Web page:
U.S. Supreme Court Coolidge v. Payson, 15 U.S. 66 (1817)
Coolidge v. Payson
15 U.S. 66
A letter, written within a reasonable time before or after the date of a bill of exchange, describing it in terms not to be mistaken, and promising to accept it is, if shown to the person who afterwards takes the bill on the credit of the letter, a virtual acceptance binding the person who makes the promise.
The prevailing inducement for considering a promise to accept as an acceptance is that thereby credit is given to the bill.
MR. CHIEF JUSTICE MARSHALL delivered the opinion of the Court.
This suit was instituted by Payson & Co. as endorsers of a bill of exchange drawn by Cornthwaite & Cary, payable to the order of John Randall, against Coolidge & Co. as the acceptors.
At the trial, the holders of the bill, on which the name of John Randall was endorsed, offered, for the purpose of proving the endorsement, an affidavit made by one of the defendants in the cause, in order to obtain a continuance, in which he referred to the bill in terms which, they supposed, implied a knowledge on his part that the plaintiffs were the rightful holders. The defendants objected to the bill's going to the jury without further proof of the endorsement, but the court determined that it should go with the affidavit to the jury, who might be at liberty to infer from thence that the endorsement was made by Randall. To this opinion the counsel for the defendants
in the circuit court excepted, and this Court is divided on the question whether the exception ought to be sustained.
On the trial it appeared that Coolidge & Co. held the proceeds of part of the cargo of the Hiram, claimed by Cornthwaite & Cary, which had been captured and libeled as lawful prize. The cargo had been acquitted in the district and circuit courts, but from the sentence of acquittal, the captors had appealed to this Court. Pending the appeal, Cornthwaite & Co. transmitted to Coolidge & Co. a bond of indemnity, executed at Baltimore with scrolls in the place of seals, and drew on them for $2,700. This bill was also payable to the order of Randall and endorsed by him to Payson & Co. It was presented to Coolidge & Co. and protested for nonacceptance. After its protest, Coolidge & Co. wrote to Cornthwaite & Cary a letter in which, after acknowledging the receipt of a letter from them, with the bond of indemnity, they say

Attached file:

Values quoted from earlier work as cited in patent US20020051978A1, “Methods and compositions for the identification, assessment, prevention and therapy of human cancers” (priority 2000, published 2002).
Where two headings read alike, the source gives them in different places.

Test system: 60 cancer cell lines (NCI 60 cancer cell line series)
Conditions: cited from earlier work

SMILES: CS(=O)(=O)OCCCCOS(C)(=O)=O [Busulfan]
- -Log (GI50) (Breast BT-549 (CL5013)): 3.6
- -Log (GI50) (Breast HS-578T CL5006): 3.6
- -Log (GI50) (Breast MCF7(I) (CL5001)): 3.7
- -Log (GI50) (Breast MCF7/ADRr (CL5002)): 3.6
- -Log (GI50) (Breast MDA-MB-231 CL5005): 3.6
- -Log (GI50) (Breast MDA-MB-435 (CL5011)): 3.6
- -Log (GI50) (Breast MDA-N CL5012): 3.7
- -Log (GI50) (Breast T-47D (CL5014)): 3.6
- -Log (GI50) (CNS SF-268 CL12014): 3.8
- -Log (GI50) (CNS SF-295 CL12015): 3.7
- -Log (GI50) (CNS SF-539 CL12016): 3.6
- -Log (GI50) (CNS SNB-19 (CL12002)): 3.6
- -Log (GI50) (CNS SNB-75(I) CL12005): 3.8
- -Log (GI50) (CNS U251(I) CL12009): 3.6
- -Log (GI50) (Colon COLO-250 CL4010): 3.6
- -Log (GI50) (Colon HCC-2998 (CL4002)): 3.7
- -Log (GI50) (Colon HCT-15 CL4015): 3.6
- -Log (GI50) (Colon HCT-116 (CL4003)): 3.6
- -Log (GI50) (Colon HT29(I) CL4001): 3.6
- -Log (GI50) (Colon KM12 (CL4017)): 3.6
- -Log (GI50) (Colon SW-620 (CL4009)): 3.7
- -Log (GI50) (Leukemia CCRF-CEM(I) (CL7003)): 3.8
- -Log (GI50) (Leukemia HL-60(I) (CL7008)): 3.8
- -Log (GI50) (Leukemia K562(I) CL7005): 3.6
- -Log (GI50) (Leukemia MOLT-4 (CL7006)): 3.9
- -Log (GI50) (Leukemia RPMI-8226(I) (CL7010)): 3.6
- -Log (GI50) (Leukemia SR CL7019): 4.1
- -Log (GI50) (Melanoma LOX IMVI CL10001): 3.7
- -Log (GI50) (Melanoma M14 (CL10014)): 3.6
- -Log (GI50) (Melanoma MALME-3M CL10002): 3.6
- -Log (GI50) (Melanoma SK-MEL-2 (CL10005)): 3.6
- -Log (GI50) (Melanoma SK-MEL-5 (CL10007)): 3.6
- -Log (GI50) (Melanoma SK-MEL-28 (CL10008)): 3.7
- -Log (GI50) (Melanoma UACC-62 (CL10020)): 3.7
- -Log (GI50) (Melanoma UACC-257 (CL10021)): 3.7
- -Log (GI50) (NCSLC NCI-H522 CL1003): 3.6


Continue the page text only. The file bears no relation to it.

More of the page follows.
"This bond, conformably to our laws, is not executed as it ought to be, but it may be otherwise in your state. It will therefore be necessary to satisfy us that the scroll is usual and legal with you instead of a seal. We notice no seal to any of the signatures. . . . We shall write our friend Williams by this mail, and will state to him our ideas respecting the bond, which he will probably determine. If Mr. W. feels satisfied on this point, he will inform you, and in that case your draft for $2,000 will be honored."
On the same day, Coolidge & Co. addressed a letter
to Mr. Williams in which, after referring to him the question respecting the legal obligation of the scroll, they say
"You know the object of the bond, and of course see the propriety of our having one not only legal, but signed by sureties of unquestionable responsibility, respecting which, we shall wholly rely on your judgment. You mention the last surety as being responsible; what think you of the others?"
In his answer to this letter, Williams says,
"I am assured that the bond transmitted in my last is sufficient for the purpose for which it was given, provided the parties possess the means, and of the last signer I have no hesitation in expressing my firm belief of his being able to meet the whole amount himself. Of the principals I cannot speak with so much confidence, not being well acquainted with their resources. Under all circumstances, I should not feel inclined to withhold from them any portion of the funds for which the bond was given."